“Fun…and full of smart science. Fans of CSI—the real kind—will want to read it” (The Washington Post): A young forensic pathologist’s “rookie season” as a NYC medical examiner, and the hair-raising cases that shaped her as a physician and human being.
Just two months before the September 11 terrorist attacks, Dr. Judy Melinek began her training as a New York City forensic pathologist. While her husband and their toddler held down the home front, Judy threw herself into the fascinating world of death investigation—performing autopsies, investigating death scenes, counseling grieving relatives. Working Stiff chronicles Judy’s two years of training, taking readers behind the police tape of some of the most harrowing deaths in the Big Apple, including a firsthand account of the events of September 11, the subsequent anthrax bio-terrorism attack, and the disastrous crash of American Airlines Flight 587.
An unvarnished portrait of the daily life of medical examiners—complete with grisly anecdotes, chilling crime scenes, and a welcome dose of gallows humor—Working Stiff offers a glimpse into the daily life of one of America’s most arduous professions, and the unexpected challenges of shuttling between the domains of the living and the dead. The body never lies—and through the murders, accidents, and suicides that land on her table, Dr. Melinek lays bare the truth behind the glamorized depictions of autopsy work on television to reveal the secret story of the real morgue. “Haunting and illuminating...the stories from her average workdays…transfix the reader with their demonstration that medical science can diagnose and console long after the heartbeat stops” (The New York Times).
In this engrossing tale of how Melinek became a forensic pathologist, she pulls back the sheet to show readers just what goes on after someone dies. Her caseload varies widely, and to help readers appreciate the job's mix of art and science, she outlines basic procedures and gives examples of the cunning detective work so often required, regularly sprinkling in bits of trivia. Melinek recognizes that it's sensational cases like murders that "everybody wants to hear about." She indulges readers' curiosity, but not at the expense of her larger story, which focuses on the breadth of her experience rather than a collection of anecdotes. This cumulative experience prepares readers for the book's most trying passages: Melinek's experiences working on victims of the 9/11 attacks in New York City. She respectfully and artfully relays the kaleidoscope of emotions that she and her coworkers endured as they struggled to first comprehend what had happened and then keep up with truckloads of bodies and body parts they were tasked with cataloguing. Though some sections call for a strong stomach, armchair detectives and would-be forensic pathologists will find Melinek's well-written account to be inspiring and engaging.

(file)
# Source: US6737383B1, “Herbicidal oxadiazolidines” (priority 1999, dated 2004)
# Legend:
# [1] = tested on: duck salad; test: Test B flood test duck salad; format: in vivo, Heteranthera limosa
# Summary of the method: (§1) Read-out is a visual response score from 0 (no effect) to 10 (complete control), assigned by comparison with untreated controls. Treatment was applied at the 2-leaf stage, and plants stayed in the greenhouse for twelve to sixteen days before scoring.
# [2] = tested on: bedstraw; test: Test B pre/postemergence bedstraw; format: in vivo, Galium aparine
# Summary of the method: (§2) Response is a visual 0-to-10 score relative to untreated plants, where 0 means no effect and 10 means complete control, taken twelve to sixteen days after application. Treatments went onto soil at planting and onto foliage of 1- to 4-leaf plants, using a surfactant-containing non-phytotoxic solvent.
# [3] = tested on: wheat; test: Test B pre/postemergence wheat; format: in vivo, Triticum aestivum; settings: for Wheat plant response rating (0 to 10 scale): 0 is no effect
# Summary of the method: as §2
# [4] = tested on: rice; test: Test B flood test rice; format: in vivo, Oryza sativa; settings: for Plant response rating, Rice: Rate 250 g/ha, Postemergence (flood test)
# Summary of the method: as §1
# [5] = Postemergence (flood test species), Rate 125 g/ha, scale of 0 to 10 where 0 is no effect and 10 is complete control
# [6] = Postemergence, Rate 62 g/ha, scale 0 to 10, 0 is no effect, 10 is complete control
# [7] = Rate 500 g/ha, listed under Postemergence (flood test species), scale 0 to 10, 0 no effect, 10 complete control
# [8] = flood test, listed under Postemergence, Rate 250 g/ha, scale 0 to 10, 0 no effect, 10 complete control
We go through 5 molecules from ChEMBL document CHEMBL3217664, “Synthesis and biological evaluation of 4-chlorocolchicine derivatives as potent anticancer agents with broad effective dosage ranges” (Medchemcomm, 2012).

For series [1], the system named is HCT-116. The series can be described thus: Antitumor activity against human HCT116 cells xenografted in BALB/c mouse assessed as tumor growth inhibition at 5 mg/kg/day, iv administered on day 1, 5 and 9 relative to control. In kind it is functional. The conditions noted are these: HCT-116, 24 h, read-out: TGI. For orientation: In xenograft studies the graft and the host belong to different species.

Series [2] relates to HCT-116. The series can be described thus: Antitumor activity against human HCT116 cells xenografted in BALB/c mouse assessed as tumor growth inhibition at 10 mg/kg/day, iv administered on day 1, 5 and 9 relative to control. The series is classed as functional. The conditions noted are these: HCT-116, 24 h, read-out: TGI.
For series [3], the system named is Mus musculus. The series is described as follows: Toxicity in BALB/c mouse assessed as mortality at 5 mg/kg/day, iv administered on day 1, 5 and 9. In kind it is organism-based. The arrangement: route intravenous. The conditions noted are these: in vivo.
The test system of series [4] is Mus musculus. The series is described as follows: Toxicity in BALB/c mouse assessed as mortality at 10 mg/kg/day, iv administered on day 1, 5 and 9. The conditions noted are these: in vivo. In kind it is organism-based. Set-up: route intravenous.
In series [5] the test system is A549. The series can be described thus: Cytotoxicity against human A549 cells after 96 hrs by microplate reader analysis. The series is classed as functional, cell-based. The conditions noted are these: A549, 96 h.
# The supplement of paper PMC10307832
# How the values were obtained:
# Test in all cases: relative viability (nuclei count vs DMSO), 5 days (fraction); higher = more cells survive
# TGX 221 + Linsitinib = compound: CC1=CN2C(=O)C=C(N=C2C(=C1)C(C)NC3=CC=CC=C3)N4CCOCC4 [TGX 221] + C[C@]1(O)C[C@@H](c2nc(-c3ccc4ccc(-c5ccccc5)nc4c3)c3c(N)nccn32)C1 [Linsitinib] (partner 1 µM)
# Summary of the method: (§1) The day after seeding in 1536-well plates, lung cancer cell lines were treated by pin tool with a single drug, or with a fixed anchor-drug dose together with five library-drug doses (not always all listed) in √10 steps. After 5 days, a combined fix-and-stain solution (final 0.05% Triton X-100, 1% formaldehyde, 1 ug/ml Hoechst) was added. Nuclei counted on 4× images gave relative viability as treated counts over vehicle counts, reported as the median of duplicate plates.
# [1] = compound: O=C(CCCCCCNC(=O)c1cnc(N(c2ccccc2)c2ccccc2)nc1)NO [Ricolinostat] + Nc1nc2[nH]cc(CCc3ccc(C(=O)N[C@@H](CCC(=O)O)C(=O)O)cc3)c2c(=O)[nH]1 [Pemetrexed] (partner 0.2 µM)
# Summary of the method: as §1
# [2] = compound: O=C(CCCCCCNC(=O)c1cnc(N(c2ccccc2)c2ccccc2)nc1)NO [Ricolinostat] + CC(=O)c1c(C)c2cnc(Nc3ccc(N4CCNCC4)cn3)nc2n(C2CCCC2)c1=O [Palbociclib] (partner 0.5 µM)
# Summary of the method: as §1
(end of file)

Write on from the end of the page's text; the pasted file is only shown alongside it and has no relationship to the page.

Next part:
Don't miss this one!
Fascinating, intelligent, human. Read the whole thing in one night. The best non-fiction I've read in years.
If you’re a fan of the real science behind death investigation, this is a must read. Absolutely fabulous.
Very informative! Page turner!